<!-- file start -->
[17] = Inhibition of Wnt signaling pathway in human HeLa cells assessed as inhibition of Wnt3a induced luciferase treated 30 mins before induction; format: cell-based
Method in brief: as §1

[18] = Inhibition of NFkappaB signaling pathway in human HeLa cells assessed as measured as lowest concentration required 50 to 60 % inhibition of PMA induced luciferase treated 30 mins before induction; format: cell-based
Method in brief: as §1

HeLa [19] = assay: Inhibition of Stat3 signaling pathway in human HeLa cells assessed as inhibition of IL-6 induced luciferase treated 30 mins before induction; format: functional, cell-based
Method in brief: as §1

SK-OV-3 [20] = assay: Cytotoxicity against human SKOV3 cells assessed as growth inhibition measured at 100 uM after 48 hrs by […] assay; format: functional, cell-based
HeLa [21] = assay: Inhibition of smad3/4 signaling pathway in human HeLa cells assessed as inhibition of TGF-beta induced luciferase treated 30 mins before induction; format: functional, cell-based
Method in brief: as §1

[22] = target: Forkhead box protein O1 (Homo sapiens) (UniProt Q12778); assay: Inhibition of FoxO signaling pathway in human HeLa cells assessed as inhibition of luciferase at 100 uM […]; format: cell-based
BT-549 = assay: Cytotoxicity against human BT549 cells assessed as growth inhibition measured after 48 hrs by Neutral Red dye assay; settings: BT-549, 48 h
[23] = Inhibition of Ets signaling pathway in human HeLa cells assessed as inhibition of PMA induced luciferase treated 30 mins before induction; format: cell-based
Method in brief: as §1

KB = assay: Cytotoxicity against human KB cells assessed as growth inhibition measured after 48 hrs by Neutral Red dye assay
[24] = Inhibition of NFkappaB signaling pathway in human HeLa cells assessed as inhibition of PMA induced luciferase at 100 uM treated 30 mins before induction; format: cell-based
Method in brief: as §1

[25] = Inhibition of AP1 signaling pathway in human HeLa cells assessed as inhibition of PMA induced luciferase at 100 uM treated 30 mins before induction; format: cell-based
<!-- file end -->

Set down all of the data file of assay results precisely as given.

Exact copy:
[17] = Inhibition of Wnt signaling pathway in human HeLa cells assessed as inhibition of Wnt3a induced luciferase treated 30 mins before induction; format: cell-based
Method in brief: as §1

[18] = Inhibition of NFkappaB signaling pathway in human HeLa cells assessed as measured as lowest concentration required 50 to 60 % inhibition of PMA induced luciferase treated 30 mins before induction; format: cell-based
Method in brief: as §1

HeLa [19] = assay: Inhibition of Stat3 signaling pathway in human HeLa cells assessed as inhibition of IL-6 induced luciferase treated 30 mins before induction; format: functional, cell-based
Method in brief: as §1

SK-OV-3 [20] = assay: Cytotoxicity against human SKOV3 cells assessed as growth inhibition measured at 100 uM after 48 hrs by […] assay; format: functional, cell-based
HeLa [21] = assay: Inhibition of smad3/4 signaling pathway in human HeLa cells assessed as inhibition of TGF-beta induced luciferase treated 30 mins before induction; format: functional, cell-based
Method in brief: as §1

[22] = target: Forkhead box protein O1 (Homo sapiens) (UniProt Q12778); assay: Inhibition of FoxO signaling pathway in human HeLa cells assessed as inhibition of luciferase at 100 uM […]; format: cell-based
BT-549 = assay: Cytotoxicity against human BT549 cells assessed as growth inhibition measured after 48 hrs by Neutral Red dye assay; settings: BT-549, 48 h
[23] = Inhibition of Ets signaling pathway in human HeLa cells assessed as inhibition of PMA induced luciferase treated 30 mins before induction; format: cell-based
Method in brief: as §1

KB = assay: Cytotoxicity against human KB cells assessed as growth inhibition measured after 48 hrs by Neutral Red dye assay
[24] = Inhibition of NFkappaB signaling pathway in human HeLa cells assessed as inhibition of PMA induced luciferase at 100 uM treated 30 mins before induction; format: cell-based
Method in brief: as §1

[25] = Inhibition of AP1 signaling pathway in human HeLa cells assessed as inhibition of PMA induced luciferase at 100 uM treated 30 mins before induction; format: cell-based